Stewart Says Republican Gubernatorial Primary ‘Too Close to Call’

| June 13, 2017 | 0 Comments | News

Corey Stewart talking to a crowd of supporters, election night, June 13, 2017.

Ed Gillespie has declared victory in the Republican Gubernatorial Primary, but Corey Stewart says it is still too close to call.

The gubernatorial primary was both predictable and surprising. On the Democratic side, Ralph Northam beat Tom Perriello 55.9 percent to 44.1 percent. On the Republican side, Ed Gillespie has announced victory with 99 percent of precincts reporting.

However, the most surprising twist is that Prince William Chairman At-large Corey Stewart is not that far behind, and as of 10 p.m., he said the election was not yet over.

Gillespie has 43.7 percent of the vote compared to Stewart’s 42.5 percent. That’s the difference of just a little more than 4,000 votes across the state. Frank Wagner has only 13.7 percent of the vote.

Stewart ran a controversial campaign, courting southern conservatives about issues such as preserving Confederate Monuments and offering a more aggressive stance against illegal immigrants in Virginia.

He called Gillespie “establishment Ed” and praised President Donald Trump even as he was fired as his campaign manager, something he attributes to establishment Republican influence.

Stewart even lost the support of his board, but somehow retained the support of Prince William citizens, winning Prince William precincts by 60 percent.

Maybe Stewart’s right in what he said about the media (No, not that; what he said Wednesday night.)

“What a night! Even all of you in the press, I love you, but you’re just wrong- because you all said it couldn’t be done. You all said that somebody supporting our president, somebody out financed five to one, someone who was fighting the establishment could not win. I want to let you know folks, it is too close to call.”

Gillespie was strongest on the eastern end of the state and most populated areas. He won Alexandria, Fairfax, Loudoun, around the Richmond, Norfolk and Virginia Beach, as well as the cities of Charlottesville and Winchester.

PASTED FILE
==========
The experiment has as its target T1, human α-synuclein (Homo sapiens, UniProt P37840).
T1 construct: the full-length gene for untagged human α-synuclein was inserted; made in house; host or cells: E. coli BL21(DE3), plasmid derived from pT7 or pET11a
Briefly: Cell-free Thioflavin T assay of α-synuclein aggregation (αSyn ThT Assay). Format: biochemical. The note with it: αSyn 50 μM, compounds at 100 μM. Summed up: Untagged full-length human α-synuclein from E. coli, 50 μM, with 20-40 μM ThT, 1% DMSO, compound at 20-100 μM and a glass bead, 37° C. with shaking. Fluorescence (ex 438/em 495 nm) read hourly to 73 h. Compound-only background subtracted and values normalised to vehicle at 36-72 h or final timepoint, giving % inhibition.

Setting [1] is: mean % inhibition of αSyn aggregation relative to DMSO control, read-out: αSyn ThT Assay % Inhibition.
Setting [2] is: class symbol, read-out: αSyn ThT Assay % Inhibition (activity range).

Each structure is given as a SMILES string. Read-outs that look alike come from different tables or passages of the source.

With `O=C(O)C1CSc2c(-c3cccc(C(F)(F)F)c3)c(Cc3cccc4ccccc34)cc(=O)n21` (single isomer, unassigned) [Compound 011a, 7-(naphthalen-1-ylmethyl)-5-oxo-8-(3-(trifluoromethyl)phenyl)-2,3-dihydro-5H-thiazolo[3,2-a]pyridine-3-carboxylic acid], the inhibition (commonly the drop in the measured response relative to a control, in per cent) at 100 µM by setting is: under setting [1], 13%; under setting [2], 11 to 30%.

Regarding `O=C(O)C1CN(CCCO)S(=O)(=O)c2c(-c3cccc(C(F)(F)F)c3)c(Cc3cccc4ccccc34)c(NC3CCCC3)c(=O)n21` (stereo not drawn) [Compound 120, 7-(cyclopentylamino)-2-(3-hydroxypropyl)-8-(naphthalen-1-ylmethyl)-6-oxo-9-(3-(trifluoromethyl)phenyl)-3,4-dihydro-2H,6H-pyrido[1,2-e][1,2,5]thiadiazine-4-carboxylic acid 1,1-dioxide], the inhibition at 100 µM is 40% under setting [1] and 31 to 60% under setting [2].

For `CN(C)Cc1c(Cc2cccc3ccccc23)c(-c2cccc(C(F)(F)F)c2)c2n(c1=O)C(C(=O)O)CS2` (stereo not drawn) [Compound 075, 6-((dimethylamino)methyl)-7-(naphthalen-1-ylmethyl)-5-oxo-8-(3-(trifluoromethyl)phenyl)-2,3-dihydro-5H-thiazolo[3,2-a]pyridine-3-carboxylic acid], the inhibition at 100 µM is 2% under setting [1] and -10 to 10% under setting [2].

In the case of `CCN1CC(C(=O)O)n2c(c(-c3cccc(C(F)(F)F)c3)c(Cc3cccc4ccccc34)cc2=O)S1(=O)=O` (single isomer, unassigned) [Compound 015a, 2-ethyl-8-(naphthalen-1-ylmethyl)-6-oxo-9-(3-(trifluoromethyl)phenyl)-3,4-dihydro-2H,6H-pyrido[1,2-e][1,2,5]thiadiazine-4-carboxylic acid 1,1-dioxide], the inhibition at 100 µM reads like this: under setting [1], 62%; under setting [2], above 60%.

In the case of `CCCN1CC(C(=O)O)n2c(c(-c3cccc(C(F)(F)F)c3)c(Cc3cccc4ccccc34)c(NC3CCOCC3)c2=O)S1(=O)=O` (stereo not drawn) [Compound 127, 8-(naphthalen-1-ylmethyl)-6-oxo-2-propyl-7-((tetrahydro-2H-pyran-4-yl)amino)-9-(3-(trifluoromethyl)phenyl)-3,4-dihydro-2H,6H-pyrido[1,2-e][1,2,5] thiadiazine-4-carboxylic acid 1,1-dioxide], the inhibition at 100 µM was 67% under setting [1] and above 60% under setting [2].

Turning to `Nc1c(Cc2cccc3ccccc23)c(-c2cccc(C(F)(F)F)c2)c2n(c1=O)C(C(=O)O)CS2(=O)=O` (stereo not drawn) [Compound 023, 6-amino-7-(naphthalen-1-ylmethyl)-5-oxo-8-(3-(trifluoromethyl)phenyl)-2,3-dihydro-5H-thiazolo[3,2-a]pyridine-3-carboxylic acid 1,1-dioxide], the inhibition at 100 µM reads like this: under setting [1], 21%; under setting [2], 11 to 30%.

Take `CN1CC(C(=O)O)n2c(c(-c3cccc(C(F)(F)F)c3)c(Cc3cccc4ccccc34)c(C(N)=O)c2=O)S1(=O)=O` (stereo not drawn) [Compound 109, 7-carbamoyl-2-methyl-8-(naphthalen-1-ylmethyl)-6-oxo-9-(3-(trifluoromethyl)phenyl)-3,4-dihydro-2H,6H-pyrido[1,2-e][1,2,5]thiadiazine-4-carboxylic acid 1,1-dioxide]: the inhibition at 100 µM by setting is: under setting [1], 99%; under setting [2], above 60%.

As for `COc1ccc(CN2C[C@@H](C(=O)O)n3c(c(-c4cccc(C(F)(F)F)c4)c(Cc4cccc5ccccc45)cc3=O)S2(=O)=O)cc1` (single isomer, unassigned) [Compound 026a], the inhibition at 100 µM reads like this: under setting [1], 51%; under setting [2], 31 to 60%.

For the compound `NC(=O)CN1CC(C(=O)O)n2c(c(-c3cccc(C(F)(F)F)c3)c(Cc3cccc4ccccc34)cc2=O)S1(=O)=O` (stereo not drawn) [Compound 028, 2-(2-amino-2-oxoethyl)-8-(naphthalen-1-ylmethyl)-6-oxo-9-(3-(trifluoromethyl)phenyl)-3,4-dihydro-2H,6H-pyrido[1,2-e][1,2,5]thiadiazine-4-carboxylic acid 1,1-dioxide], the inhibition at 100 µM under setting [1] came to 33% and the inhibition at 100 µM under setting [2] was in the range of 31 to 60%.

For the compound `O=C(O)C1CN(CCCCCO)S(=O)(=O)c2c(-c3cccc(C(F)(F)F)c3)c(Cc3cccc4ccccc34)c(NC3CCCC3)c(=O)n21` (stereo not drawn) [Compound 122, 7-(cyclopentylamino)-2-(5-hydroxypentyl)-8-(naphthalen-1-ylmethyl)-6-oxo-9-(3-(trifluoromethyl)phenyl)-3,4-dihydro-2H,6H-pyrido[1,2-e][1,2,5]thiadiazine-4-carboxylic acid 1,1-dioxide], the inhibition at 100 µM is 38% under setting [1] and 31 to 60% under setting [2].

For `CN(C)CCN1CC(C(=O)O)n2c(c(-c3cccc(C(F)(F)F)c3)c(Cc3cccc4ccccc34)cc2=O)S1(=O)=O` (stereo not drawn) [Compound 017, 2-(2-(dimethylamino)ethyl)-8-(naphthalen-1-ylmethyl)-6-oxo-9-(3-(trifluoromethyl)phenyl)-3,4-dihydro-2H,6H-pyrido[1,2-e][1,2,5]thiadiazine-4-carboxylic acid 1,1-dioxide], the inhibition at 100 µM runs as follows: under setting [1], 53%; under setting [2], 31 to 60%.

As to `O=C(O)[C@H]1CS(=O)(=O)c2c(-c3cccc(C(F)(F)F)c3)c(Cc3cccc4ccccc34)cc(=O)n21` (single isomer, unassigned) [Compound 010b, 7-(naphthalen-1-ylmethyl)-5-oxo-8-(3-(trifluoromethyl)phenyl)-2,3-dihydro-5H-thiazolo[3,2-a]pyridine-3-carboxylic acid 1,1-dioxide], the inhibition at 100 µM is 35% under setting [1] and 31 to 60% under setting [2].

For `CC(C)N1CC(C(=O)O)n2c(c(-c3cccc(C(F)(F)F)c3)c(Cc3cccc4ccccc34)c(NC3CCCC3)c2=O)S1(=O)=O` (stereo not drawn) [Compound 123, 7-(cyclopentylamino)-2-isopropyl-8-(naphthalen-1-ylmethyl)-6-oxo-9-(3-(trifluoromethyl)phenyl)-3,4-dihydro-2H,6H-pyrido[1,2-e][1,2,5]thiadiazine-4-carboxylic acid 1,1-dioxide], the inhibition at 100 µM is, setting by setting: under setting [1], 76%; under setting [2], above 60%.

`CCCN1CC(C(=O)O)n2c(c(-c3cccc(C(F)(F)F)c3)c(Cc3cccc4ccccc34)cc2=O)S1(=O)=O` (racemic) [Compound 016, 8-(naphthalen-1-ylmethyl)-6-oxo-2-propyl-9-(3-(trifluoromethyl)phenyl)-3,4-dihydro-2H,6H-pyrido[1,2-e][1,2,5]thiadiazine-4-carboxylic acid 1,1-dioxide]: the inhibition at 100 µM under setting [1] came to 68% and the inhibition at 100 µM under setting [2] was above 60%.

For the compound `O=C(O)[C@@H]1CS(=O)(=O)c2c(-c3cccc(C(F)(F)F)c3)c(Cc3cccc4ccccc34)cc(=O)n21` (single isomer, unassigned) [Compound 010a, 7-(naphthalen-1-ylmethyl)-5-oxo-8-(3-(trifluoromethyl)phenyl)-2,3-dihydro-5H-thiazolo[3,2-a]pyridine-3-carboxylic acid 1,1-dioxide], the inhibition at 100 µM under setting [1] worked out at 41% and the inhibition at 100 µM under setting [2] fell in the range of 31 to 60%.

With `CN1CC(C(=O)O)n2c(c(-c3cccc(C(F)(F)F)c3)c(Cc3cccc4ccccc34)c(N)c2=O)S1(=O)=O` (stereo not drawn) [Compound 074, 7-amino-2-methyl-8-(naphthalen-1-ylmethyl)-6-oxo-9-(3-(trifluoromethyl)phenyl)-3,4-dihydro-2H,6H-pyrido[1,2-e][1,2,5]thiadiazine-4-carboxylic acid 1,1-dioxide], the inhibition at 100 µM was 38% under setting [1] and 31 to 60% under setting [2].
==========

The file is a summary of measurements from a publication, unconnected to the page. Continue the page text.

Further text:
Stewart won the western and southern Virginia and the more rural parts of the state, but he also took Prince William, Fauquier and the City of Manassas.

Stewart unabashedly praised Trump as the anti-politicians even as his administrative faces challenges on multiple fronts.

“First among those things I wanted to do was to support the revolution that President Donald Trump started. This country has been ruled too long by a political establishment, whether the political establishment on the right by Republicans or on the Left by Democrats, because, in fact, establishment Republicans and Democrats are one in the same.”

Meanwhile, Gillespie is declaring victory, saying that Virginia is either the northernmost southern state or the southernmost northern state, but it needs to be a driver of the economy.

“I’m for a dynamic economy,” said Gillespie promoting job creation.

He said that if he becomes the next governor he will make colleges more affordable, push for parental choice for their children’s education. He will also defend conservative values such as pro-life and the second amendment.

He said he will ban all gifts to himself and his family and make government in Virginia “ethical and transparent.”

“I will be a governor for all Virginias” he said, saying that Virginians should not be divided men against women, young verses old or employee verses employer.

© 2017, Bristow Beat. All rights reserved.

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